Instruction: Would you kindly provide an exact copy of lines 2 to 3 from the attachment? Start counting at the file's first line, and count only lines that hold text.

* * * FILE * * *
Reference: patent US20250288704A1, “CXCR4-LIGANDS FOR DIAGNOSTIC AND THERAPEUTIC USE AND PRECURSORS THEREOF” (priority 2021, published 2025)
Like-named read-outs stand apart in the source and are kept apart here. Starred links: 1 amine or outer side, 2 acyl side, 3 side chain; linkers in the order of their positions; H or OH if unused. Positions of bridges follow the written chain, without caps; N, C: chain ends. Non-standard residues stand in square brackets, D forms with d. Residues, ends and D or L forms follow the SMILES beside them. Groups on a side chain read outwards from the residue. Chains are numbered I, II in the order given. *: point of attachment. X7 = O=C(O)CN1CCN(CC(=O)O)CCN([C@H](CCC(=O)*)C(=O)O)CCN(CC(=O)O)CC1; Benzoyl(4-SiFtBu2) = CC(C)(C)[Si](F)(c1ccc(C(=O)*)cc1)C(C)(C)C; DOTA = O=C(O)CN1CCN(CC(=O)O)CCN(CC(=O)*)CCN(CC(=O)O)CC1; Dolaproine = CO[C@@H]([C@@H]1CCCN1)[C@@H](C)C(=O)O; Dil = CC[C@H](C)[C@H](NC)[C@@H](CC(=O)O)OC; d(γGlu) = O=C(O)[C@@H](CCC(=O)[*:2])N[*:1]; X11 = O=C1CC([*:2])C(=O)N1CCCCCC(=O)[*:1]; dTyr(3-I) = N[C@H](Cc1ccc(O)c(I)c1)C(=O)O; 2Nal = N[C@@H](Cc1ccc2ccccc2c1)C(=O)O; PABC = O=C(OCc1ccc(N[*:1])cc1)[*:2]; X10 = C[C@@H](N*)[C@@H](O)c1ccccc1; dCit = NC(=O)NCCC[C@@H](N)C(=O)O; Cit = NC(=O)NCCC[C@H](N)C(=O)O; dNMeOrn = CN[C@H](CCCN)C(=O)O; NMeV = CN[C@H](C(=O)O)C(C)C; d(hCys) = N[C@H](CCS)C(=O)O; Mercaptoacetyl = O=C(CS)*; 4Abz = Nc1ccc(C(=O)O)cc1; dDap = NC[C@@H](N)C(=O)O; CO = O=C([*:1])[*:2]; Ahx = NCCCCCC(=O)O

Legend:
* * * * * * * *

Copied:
Like-named read-outs stand apart in the source and are kept apart here. Starred links: 1 amine or outer side, 2 acyl side, 3 side chain; linkers in the order of their positions; H or OH if unused. Positions of bridges follow the written chain, without caps; N, C: chain ends. Non-standard residues stand in square brackets, D forms with d. Residues, ends and D or L forms follow the SMILES beside them. Groups on a side chain read outwards from the residue. Chains are numbered I, II in the order given. *: point of attachment. X7 = O=C(O)CN1CCN(CC(=O)O)CCN([C@H](CCC(=O)*)C(=O)O)CCN(CC(=O)O)CC1; Benzoyl(4-SiFtBu2) = CC(C)(C)[Si](F)(c1ccc(C(=O)*)cc1)C(C)(C)C; DOTA = O=C(O)CN1CCN(CC(=O)O)CCN(CC(=O)*)CCN(CC(=O)O)CC1; Dolaproine = CO[C@@H]([C@@H]1CCCN1)[C@@H](C)C(=O)O; Dil = CC[C@H](C)[C@H](NC)[C@@H](CC(=O)O)OC; d(γGlu) = O=C(O)[C@@H](CCC(=O)[*:2])N[*:1]; X11 = O=C1CC([*:2])C(=O)N1CCCCCC(=O)[*:1]; dTyr(3-I) = N[C@H](Cc1ccc(O)c(I)c1)C(=O)O; 2Nal = N[C@@H](Cc1ccc2ccccc2c1)C(=O)O; PABC = O=C(OCc1ccc(N[*:1])cc1)[*:2]; X10 = C[C@@H](N*)[C@@H](O)c1ccccc1; dCit = NC(=O)NCCC[C@@H](N)C(=O)O; Cit = NC(=O)NCCC[C@H](N)C(=O)O; dNMeOrn = CN[C@H](CCCN)C(=O)O; NMeV = CN[C@H](C(=O)O)C(C)C; d(hCys) = N[C@H](CCS)C(=O)O; Mercaptoacetyl = O=C(CS)*; 4Abz = Nc1ccc(C(=O)O)cc1; dDap = NC[C@@H](N)C(=O)O; CO = O=C([*:1])[*:2]; Ahx = NCCCCCC(=O)O

Legend: